Before Prime Minister Benjamin Netanyahu visited Berlin, hundreds of thousands again demonstrated in Israel against judicial reform. In the coastal metropolis of Tel Aviv alone, around 200,000 demonstrators marched through the streets with blue and white flags on Saturday evening. According to media reports, there were around 50,000 in Haifa. There were also rallies in cities like Jerusalem, Beersheba and Eilat. According to plans by the right-wing religious government, parliament should in future be able to overturn decisions of the Supreme Court with a simple majority. In addition, politicians should have more influence in the appointment of judges.
According to his office, Netanyahu will be in Berlin from Wednesday to Friday, for the first time since returning to government. A meeting with Chancellor Olaf Scholz (SPD) is also planned. According to media reports on Wednesday, demonstrators want to try to disrupt the departure of the conservative head of government from Israel. Another "day of anger" with protests is planned for Thursday. Netanyahu must also reckon with criticism in Berlin. Federal President Frank-Walter Steinmeier has already expressed concern.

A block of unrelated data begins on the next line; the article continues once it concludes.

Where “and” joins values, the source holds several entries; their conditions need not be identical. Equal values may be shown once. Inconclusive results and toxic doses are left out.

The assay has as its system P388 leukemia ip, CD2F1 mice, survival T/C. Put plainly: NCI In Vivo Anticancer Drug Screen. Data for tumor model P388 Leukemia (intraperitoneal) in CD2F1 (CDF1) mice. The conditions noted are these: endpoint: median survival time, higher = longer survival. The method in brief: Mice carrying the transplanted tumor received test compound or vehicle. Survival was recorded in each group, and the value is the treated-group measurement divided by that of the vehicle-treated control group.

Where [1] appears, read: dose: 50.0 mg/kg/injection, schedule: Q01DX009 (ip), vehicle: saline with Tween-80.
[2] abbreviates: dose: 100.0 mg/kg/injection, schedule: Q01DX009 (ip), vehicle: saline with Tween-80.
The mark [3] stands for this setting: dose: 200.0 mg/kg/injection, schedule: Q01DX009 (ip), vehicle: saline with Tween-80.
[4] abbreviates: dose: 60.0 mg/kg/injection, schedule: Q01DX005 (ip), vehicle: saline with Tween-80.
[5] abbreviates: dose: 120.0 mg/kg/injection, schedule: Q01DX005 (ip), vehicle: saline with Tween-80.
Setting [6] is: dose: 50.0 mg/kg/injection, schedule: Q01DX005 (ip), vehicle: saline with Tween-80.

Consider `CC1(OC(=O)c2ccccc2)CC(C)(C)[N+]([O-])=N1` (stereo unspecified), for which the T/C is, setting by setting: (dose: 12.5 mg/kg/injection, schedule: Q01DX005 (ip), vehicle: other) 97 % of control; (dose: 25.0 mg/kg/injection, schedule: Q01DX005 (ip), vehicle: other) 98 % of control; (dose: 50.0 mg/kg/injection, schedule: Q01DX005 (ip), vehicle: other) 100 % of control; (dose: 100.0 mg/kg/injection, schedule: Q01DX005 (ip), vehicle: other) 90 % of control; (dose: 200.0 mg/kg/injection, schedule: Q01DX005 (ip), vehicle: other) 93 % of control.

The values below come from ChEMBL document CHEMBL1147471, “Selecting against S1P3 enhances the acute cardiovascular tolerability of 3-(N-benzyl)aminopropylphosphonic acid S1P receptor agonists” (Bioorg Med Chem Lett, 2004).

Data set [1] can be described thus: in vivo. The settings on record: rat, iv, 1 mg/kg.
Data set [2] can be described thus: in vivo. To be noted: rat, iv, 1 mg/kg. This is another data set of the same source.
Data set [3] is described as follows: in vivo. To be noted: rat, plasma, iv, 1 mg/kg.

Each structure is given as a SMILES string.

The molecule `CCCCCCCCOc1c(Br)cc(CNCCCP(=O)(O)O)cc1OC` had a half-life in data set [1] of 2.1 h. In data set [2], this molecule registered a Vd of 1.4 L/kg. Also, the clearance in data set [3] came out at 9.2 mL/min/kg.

According to media reports, the police briefly arrested a reporter from the Haaretz newspaper on Saturday who was about to make his way to the rally in Tel Aviv. Accordingly, there were complaints about a tweet in which the journalist called Netanyahu a "dictator" and advised him not to travel to Berlin. Israeli President Izchak Herzog publicly spoke out against the plans a few days ago. Nevertheless, core elements of the reform could already pass Parliament in the next few days.
Critics see the separation of powers in danger and warn that Israel could turn into a dictatorship. The historian Yuval Noah Harari ("A Brief History of Mankind") accused the Netanyahu government of planning a "coup d'etat". The draft law could also play into Netanyahu's hands in a corruption trial that has been going on against him for some time. The government, on the other hand, argues that the Supreme Court currently wields too much political influence. The reform strengthens democracy.